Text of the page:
James Ensor – Symbolist and Expressionist

James Ensor, Shells and Shellfish, 1889
James Ensor, Shells and Shellfish, 1889

James Ensor  recalled that his childhood was spent in “… the midst of gleaming, mother of pearl coloured shells, with dancing shimmering reflections and the bizarre skeletons of sea monsters and plants. The marvellous world full of colours, this super abundance of reflections and refractions made me into a painter who is in love with colour and delighted by the blinding glow of light“.

However, his interest in light did not mirror that of his Impressionist contemporaries, and Ensor’s artistic style can’t easily be categorised, although in the 19th Century his work was seen as both Symbolist and Expressionist.

As eccentric as he was unorthodox, Ensor worked largely in isolation from the main streams of art in that period.   His pictures were largely expressive, often satirical and could be both garish and aggressive.  He is possibly best known for his bizarre masks and masqueraders, however, during his lifetime he also created approximately 900 paintings, 4,000 drawings, and 133 etchings, on a broad range of subjects including portraits and landscapes.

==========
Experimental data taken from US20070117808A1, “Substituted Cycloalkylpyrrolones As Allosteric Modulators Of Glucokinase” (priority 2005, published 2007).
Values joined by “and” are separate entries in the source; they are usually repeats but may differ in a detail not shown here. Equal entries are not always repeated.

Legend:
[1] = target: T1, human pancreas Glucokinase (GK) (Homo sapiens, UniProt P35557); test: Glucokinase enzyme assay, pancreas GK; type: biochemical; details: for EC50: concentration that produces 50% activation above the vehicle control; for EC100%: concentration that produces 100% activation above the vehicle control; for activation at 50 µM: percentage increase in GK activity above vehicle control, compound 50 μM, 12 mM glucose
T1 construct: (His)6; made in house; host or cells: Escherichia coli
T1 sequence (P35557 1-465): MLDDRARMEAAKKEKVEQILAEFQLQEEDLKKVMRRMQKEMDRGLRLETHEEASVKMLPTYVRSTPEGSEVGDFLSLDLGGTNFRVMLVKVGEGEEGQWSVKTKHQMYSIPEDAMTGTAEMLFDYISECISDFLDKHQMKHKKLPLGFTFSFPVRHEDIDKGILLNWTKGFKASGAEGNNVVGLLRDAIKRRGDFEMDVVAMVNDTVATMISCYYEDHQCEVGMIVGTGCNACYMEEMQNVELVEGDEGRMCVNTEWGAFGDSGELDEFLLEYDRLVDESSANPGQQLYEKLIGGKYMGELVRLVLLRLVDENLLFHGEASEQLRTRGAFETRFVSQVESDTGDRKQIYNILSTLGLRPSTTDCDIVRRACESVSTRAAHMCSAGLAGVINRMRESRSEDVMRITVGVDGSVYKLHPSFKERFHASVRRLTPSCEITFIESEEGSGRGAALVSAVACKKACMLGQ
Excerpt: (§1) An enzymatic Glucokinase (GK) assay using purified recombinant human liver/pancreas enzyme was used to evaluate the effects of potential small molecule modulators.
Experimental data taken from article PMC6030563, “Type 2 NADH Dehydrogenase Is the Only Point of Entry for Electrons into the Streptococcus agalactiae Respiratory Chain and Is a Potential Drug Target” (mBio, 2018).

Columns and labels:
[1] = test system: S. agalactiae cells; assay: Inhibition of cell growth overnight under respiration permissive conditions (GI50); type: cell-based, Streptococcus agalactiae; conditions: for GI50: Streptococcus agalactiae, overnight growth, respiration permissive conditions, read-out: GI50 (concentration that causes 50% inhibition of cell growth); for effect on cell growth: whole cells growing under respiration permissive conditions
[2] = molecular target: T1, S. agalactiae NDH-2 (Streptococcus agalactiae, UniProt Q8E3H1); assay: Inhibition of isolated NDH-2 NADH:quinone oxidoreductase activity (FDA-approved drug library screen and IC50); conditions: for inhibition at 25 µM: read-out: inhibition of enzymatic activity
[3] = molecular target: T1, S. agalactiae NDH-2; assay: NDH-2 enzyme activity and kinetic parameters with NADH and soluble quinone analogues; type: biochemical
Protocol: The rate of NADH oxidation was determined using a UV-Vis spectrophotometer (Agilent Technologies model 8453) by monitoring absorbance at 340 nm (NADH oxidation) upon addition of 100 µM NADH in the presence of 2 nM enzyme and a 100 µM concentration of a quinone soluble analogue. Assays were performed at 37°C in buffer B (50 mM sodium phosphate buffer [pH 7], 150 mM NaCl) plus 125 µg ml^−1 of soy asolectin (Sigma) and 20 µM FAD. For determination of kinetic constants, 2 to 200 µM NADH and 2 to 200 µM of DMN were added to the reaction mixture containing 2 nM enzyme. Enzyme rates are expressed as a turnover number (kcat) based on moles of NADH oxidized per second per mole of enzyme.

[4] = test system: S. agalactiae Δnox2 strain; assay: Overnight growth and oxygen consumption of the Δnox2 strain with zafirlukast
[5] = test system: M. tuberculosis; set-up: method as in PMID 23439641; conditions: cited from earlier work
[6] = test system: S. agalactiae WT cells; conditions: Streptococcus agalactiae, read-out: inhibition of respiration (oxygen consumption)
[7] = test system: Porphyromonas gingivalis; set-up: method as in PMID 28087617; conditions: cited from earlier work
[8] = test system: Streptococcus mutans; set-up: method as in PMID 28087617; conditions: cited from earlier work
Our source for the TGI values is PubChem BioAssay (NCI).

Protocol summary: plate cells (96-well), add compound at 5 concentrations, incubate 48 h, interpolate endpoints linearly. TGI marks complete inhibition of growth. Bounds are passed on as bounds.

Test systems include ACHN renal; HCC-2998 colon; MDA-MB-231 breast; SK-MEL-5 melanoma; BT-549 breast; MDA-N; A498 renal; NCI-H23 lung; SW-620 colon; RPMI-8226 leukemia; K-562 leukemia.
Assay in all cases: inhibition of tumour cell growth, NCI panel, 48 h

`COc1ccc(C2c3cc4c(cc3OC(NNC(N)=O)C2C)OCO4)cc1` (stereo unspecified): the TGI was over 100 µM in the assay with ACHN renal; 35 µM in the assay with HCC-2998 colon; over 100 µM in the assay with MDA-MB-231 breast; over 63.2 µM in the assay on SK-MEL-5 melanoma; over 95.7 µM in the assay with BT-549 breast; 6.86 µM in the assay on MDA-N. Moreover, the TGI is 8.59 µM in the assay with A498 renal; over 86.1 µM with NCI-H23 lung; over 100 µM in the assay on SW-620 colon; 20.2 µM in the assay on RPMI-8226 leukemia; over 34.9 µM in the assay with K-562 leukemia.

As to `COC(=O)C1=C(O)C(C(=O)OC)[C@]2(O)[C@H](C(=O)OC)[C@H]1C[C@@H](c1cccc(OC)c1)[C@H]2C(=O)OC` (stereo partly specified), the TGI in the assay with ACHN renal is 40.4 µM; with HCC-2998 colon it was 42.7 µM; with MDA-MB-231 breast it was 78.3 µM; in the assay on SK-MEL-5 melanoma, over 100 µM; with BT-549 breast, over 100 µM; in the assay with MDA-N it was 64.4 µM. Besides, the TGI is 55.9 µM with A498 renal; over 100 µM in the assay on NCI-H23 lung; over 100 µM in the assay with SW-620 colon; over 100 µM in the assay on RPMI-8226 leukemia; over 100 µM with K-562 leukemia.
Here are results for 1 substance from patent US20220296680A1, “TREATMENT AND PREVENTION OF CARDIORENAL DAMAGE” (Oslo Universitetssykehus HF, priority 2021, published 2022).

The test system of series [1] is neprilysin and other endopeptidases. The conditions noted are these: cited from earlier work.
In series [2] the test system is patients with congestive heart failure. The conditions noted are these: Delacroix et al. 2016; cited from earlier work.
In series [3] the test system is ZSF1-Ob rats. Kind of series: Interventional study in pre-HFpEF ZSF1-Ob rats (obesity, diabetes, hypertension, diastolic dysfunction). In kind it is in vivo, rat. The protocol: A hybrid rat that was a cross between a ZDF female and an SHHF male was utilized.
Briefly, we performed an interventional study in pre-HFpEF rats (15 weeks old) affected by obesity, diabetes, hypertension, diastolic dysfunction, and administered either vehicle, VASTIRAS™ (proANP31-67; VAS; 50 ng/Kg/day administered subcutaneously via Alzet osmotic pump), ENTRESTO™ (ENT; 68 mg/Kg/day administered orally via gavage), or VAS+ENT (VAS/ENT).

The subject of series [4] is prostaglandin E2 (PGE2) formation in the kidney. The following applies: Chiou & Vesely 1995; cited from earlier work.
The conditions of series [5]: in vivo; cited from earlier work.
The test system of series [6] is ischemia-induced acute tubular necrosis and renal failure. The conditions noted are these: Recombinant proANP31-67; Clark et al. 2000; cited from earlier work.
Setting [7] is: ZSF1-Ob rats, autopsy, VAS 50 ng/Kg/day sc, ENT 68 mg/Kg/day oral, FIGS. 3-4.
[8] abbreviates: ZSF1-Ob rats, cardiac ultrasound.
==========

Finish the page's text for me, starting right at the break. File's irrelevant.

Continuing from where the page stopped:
James Ensor was born in 1860 in Ostend, Belgium, which was not only a royal seaside resort, but also a popular carnival town. He grew up in a country whose monarchy was just thirty years old, where the church was struggling for influence and rapid industrialisation  exacerbated tensions between the two main population groups. He would again and again refer to the political, socio-economic and ethnic divisions with Belgium in his art.

Except for a short time studying in Brussels at the at the Académie Royale des Beaux Arts from 1877 to 1880, he lived his whole life in Ostend. However, his time in Brussels was important to his career. Although he complained about  the dry conventional approach  and being “forced to paint from a colourless plaster cast a bust of Octavian, the grandest of all Caesars. This plaster got my goat“, and left the academy after only two years, he met fellow artists who would have a long term influence on him.